The value of “stored work”

I listened to James Clear on the Coaching for Leaders podcast this morning. Clear was being interviewed about his new book, Atomic Habits (which sounds like a must read).

One of the things Clear mentioned over the course of the 45 minute interview was the concept of “stored work.” Meaning, sometimes we do a bunch of work toward an outcome but the manifestation of that outcome is just not happening.¬†Imagine writing 25 blog posts that nobody reads.¬†

He then said that when the manifestation of an outcome is difficult to see after a lot of work, it becomes easier to talk ourselves out of doing any more work. “If no one is reading what I am writing, then I might as well stop.” Then, he made an interesting comparison.

Imagine you are in a cold room and your goal is to melt an ice cube. The work to melt that ice cube is increasing the room’s temperature. The “stored work” in this sense is the work that increases the temperature of the room from its 20 degree starting point to 32 degrees. All that work, ice cube still frozen.

Maybe the effort has been wasted. But, if you just continue the work, eventually you will get to 33 degrees, 34 degrees, 35 degrees and so on. The ice cube melts.

Stored work is the work that sets the stage for the outcome to manifest. It’s all the studying before the mid-terms. It’s the thesis development and outlining before the book is written. It’s the hiking before the break at the vista.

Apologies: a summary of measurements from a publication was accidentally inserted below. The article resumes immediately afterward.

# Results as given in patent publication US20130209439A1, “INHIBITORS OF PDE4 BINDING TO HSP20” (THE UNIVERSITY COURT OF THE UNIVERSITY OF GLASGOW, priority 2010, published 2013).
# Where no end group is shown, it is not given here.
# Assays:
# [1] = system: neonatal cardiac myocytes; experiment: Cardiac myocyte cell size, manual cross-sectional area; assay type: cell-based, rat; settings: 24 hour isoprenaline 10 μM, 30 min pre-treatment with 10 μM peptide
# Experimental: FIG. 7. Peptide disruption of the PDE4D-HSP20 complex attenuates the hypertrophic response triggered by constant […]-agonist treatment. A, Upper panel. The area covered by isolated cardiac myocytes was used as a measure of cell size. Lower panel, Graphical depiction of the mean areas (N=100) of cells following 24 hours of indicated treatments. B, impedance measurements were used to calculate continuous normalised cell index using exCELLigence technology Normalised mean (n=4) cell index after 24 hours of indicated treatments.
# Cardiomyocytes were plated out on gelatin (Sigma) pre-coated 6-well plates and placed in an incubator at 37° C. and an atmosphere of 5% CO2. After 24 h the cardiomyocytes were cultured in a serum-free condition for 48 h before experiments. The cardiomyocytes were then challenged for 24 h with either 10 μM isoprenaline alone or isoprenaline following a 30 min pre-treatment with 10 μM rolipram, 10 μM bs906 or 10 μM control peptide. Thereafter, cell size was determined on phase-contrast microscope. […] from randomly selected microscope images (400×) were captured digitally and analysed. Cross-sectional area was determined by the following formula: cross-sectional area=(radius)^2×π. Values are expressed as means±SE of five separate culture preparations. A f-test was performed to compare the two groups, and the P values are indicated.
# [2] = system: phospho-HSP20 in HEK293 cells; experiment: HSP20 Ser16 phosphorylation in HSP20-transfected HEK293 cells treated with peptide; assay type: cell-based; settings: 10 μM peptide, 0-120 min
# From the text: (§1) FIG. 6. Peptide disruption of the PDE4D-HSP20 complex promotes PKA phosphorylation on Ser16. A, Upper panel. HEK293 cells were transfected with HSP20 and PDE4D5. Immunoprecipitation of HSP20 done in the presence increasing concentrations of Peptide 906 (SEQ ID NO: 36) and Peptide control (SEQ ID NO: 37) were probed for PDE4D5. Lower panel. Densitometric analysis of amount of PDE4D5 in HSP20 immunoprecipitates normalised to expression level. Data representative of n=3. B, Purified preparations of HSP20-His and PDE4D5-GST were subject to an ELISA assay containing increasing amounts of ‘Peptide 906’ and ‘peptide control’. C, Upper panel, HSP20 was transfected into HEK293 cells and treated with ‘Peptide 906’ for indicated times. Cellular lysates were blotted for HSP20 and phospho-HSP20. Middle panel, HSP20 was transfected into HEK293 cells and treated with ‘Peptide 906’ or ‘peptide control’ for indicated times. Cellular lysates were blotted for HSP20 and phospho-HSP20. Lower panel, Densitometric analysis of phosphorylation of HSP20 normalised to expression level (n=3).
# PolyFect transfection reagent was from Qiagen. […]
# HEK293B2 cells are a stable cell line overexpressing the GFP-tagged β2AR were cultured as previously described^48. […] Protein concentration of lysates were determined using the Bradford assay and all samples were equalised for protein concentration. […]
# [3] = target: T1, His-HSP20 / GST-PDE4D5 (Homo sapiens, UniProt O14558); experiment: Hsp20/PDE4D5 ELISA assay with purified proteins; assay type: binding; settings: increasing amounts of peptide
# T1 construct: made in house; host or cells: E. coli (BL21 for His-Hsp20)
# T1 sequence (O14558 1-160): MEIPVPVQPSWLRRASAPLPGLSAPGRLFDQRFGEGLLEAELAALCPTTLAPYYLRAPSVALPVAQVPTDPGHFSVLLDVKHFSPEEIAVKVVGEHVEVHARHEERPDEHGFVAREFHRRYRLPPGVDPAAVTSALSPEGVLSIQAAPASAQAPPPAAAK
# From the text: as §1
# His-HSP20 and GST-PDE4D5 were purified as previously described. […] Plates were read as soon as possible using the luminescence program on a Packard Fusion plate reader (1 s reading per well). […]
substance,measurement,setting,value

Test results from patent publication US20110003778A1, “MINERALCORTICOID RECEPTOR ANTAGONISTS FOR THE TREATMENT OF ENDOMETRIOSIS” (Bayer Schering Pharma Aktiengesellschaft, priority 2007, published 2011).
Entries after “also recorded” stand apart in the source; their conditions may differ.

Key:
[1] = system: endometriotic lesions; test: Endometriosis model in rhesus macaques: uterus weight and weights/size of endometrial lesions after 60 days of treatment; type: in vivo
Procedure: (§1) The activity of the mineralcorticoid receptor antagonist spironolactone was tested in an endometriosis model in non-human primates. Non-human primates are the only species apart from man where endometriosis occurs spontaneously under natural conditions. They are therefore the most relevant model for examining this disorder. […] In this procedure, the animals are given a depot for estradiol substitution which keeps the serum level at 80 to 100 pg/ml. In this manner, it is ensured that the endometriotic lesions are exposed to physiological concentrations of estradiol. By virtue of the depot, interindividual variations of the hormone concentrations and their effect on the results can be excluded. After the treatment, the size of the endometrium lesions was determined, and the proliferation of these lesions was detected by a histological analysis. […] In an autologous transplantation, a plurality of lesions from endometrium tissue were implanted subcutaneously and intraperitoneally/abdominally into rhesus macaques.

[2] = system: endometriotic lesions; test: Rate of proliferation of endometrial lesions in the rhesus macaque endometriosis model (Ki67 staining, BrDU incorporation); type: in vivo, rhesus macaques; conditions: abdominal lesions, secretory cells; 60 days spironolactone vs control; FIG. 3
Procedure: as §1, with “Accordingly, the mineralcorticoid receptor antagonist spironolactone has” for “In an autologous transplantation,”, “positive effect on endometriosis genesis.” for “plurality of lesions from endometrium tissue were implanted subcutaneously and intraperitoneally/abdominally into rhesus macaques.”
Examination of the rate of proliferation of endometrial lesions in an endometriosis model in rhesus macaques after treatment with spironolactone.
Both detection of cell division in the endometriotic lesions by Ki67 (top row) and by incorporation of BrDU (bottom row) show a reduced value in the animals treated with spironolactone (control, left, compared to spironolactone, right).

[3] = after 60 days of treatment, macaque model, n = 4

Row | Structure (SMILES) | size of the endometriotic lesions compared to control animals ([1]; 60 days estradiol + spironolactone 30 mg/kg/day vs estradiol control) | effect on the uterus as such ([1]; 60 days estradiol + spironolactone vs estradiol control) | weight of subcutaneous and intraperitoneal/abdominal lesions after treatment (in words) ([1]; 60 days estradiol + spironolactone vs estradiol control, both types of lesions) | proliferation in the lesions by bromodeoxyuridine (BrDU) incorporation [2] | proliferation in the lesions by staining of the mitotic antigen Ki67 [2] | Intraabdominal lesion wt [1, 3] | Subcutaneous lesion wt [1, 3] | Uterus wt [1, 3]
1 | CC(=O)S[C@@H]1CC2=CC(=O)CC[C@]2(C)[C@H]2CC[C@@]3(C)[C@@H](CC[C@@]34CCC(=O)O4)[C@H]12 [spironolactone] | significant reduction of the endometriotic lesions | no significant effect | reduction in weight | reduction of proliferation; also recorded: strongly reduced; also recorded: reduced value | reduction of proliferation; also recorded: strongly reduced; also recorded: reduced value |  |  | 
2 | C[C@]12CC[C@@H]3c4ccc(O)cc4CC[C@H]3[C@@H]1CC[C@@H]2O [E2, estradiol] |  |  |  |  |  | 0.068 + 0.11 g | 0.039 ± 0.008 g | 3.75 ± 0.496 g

The phrase “stored work” is pure gold. It may feel like all the work is a waste (and, to be sure, it might be), but during the dip in any project I will take any sliver of light or breathe of fresh air I can get.

by Jonathan Wilson

Jonathan is the Head Coach at Sandcastle Company, a Seattle-based leadership training organization. His first book, Future Leader: Rebooting Leadership to Win the Millennial and Tech Future [link], is now available. Jonathan regularly writes and speaks about The New Leader Way, leadership resilience, and the future of work. He has years of leadership experience in both the public and private sectors, a master's degree from Seattle University, and professional coach training from the University of Miami.

Filed under: Leadership

Published on October 18, 2018

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